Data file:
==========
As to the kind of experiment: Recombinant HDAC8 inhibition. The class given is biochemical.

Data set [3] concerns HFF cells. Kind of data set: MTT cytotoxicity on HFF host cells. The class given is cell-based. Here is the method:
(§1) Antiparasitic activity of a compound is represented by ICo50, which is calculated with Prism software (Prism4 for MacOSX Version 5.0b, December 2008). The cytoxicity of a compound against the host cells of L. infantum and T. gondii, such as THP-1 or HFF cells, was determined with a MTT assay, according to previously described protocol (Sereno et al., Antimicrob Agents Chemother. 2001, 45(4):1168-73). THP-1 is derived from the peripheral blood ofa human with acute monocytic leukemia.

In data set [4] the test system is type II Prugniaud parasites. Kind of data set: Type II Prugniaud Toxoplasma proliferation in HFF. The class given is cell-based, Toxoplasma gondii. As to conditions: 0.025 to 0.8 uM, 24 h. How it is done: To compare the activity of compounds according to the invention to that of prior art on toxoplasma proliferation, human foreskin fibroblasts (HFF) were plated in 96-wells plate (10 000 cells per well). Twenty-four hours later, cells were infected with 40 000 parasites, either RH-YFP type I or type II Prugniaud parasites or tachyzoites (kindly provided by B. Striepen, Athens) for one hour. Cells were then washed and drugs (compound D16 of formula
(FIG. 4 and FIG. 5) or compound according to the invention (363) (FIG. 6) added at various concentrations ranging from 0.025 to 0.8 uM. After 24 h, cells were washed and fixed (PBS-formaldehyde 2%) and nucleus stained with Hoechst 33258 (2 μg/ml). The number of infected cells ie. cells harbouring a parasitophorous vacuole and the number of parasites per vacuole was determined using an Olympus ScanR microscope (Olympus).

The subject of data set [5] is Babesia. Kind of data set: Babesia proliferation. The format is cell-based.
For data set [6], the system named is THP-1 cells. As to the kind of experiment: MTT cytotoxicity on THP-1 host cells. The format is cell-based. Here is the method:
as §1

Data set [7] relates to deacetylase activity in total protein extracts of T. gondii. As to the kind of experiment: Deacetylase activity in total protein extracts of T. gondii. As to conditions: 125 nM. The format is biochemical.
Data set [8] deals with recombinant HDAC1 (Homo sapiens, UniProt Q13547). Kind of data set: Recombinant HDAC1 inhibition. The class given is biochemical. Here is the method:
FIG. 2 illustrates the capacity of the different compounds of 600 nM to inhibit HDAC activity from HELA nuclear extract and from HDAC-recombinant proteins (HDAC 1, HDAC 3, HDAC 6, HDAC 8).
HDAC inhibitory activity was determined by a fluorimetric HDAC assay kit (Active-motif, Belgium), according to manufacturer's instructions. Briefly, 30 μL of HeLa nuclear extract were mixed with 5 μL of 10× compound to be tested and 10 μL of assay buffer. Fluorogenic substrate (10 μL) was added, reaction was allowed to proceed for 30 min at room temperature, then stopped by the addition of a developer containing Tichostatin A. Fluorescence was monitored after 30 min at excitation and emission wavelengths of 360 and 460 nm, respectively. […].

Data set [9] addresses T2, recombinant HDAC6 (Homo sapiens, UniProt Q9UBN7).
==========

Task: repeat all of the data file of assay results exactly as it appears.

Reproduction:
As to the kind of experiment: Recombinant HDAC8 inhibition. The class given is biochemical.

Data set [3] concerns HFF cells. Kind of data set: MTT cytotoxicity on HFF host cells. The class given is cell-based. Here is the method:
(§1) Antiparasitic activity of a compound is represented by ICo50, which is calculated with Prism software (Prism4 for MacOSX Version 5.0b, December 2008). The cytoxicity of a compound against the host cells of L. infantum and T. gondii, such as THP-1 or HFF cells, was determined with a MTT assay, according to previously described protocol (Sereno et al., Antimicrob Agents Chemother. 2001, 45(4):1168-73). THP-1 is derived from the peripheral blood ofa human with acute monocytic leukemia.

In data set [4] the test system is type II Prugniaud parasites. Kind of data set: Type II Prugniaud Toxoplasma proliferation in HFF. The class given is cell-based, Toxoplasma gondii. As to conditions: 0.025 to 0.8 uM, 24 h. How it is done: To compare the activity of compounds according to the invention to that of prior art on toxoplasma proliferation, human foreskin fibroblasts (HFF) were plated in 96-wells plate (10 000 cells per well). Twenty-four hours later, cells were infected with 40 000 parasites, either RH-YFP type I or type II Prugniaud parasites or tachyzoites (kindly provided by B. Striepen, Athens) for one hour. Cells were then washed and drugs (compound D16 of formula
(FIG. 4 and FIG. 5) or compound according to the invention (363) (FIG. 6) added at various concentrations ranging from 0.025 to 0.8 uM. After 24 h, cells were washed and fixed (PBS-formaldehyde 2%) and nucleus stained with Hoechst 33258 (2 μg/ml). The number of infected cells ie. cells harbouring a parasitophorous vacuole and the number of parasites per vacuole was determined using an Olympus ScanR microscope (Olympus).

The subject of data set [5] is Babesia. Kind of data set: Babesia proliferation. The format is cell-based.
For data set [6], the system named is THP-1 cells. As to the kind of experiment: MTT cytotoxicity on THP-1 host cells. The format is cell-based. Here is the method:
as §1

Data set [7] relates to deacetylase activity in total protein extracts of T. gondii. As to the kind of experiment: Deacetylase activity in total protein extracts of T. gondii. As to conditions: 125 nM. The format is biochemical.
Data set [8] deals with recombinant HDAC1 (Homo sapiens, UniProt Q13547). Kind of data set: Recombinant HDAC1 inhibition. The class given is biochemical. Here is the method:
FIG. 2 illustrates the capacity of the different compounds of 600 nM to inhibit HDAC activity from HELA nuclear extract and from HDAC-recombinant proteins (HDAC 1, HDAC 3, HDAC 6, HDAC 8).
HDAC inhibitory activity was determined by a fluorimetric HDAC assay kit (Active-motif, Belgium), according to manufacturer's instructions. Briefly, 30 μL of HeLa nuclear extract were mixed with 5 μL of 10× compound to be tested and 10 μL of assay buffer. Fluorogenic substrate (10 μL) was added, reaction was allowed to proceed for 30 min at room temperature, then stopped by the addition of a developer containing Tichostatin A. Fluorescence was monitored after 30 min at excitation and emission wavelengths of 360 and 460 nm, respectively. […].

Data set [9] addresses T2, recombinant HDAC6 (Homo sapiens, UniProt Q9UBN7).